A significant majority of grantmakers expect the institution of philanthropy to play a more important role in society as a result of recent changes in Washington, D.C., a survey from Exponent Philanthropy finds.
The Pulse Check survey of Exponent Philanthropy members in late March found that more than 80 percent of the three hundred and twenty-four respondents agreed (53 percent) or strongly agreed (29 percent) with the statement, "In light of recent changes in Washington, I expect philanthropy to play a more important role in our society moving forward," with "changes in Washington" referring to an aggressive congressional agenda, the potential for sweeping policy changes, and the unconventional style of the new administration. Some respondents said they saw an increased need to address funding gaps created by proposed government cuts to social programs, while others pointed to a need for greater advocacy around specific issues.
Those expectations were evident in the survey results, with 22 percent of grantmakers saying they expect to make changes to their giving in 2017. Of that group, a third (33 percent) expect to increase their grantmaking, while a much smaller number (3 percent) plan to reduce giving; 56 percent expect to change allocations to specific funding areas; and 34 percent expect to award more general operating support. The survey also found that only 9 percent of respondents said they expect to make changes to how they invest their philanthropic assets, with 63 percent of that group saying they are likely to change their allocation mix and smaller numbers saying they plan to explore impact investing opportunities, do more program-related/mission-related investing, and consider more alternative investments.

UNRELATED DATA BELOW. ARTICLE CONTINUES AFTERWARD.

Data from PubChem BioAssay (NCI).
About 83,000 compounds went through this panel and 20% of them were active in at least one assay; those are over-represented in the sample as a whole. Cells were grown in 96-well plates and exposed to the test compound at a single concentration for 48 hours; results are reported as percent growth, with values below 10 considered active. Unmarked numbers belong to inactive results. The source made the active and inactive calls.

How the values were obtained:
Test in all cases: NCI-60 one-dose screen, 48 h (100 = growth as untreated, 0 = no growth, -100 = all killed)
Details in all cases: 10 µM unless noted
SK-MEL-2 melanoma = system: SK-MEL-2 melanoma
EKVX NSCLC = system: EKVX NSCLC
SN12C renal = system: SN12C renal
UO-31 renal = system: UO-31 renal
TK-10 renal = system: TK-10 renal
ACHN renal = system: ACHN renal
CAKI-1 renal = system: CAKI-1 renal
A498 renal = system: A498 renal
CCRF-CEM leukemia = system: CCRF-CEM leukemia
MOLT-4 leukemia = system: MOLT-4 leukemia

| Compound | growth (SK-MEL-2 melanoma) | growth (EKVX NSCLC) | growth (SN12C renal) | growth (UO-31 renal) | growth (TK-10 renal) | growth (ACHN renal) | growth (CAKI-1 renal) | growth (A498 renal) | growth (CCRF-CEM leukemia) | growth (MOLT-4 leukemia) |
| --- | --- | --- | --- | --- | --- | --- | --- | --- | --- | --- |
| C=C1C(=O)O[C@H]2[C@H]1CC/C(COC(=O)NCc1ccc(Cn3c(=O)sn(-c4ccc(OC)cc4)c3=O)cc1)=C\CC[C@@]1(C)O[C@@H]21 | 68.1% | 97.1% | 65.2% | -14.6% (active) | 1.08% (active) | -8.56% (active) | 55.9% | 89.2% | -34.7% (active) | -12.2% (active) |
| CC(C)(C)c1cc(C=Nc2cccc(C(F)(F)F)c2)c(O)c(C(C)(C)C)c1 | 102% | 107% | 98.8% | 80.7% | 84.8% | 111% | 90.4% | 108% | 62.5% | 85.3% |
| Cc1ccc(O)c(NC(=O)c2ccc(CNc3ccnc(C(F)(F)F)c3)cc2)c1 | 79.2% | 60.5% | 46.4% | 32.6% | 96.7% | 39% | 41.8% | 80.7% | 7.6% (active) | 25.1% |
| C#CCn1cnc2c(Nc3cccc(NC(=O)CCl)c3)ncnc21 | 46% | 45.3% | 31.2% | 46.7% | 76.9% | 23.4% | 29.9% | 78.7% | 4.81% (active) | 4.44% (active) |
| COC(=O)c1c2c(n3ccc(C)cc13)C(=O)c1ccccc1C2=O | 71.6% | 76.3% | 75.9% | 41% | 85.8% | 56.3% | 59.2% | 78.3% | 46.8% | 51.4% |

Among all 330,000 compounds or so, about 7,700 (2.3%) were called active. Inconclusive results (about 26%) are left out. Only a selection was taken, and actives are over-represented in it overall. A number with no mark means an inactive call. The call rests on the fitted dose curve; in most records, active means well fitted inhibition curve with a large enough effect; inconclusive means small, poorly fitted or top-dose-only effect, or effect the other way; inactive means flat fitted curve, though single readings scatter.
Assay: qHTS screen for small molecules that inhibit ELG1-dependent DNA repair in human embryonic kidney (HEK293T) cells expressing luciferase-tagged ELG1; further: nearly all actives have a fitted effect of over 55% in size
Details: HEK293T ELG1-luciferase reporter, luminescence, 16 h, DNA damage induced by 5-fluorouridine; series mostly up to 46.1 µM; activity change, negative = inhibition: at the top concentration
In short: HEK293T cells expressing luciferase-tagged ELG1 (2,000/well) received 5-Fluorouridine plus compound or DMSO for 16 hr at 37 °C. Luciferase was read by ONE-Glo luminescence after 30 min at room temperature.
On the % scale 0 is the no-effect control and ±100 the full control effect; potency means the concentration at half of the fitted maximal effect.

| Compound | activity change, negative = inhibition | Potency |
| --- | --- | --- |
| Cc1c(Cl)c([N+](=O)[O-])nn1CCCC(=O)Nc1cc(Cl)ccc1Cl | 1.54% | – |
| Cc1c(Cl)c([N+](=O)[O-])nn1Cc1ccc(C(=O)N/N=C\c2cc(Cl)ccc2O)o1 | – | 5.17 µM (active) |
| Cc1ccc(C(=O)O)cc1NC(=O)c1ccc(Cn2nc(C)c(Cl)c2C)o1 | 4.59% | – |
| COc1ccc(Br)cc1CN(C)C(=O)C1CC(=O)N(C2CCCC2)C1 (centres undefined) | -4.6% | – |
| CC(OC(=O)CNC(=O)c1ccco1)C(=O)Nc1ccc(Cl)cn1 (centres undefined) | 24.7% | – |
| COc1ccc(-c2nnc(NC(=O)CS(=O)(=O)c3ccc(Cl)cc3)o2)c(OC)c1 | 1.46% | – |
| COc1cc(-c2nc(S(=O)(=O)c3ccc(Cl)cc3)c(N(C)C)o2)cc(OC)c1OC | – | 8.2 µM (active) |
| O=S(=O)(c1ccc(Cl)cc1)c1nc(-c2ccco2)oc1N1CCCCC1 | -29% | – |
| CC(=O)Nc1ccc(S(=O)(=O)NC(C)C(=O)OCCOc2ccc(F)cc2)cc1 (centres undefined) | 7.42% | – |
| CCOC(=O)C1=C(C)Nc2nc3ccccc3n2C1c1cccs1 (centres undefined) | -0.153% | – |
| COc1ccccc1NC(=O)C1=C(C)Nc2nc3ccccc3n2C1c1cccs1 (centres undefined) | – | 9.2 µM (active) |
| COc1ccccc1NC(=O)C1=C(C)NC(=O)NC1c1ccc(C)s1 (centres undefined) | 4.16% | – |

"Our members have made it clear that regardless of their political leanings, as grantmakers, they care about and are impacted by what is happening in government today," said Exponent Philanthropy CEO Henry L. Berman. "The percentage of Exponent Philanthropy members who expect to make changes to their philanthropy as a result of current events is significant. Whether someone sees these changes as rife with risk or possibility, this survey demonstrates a shared commitment among philanthropists to making the world a better place."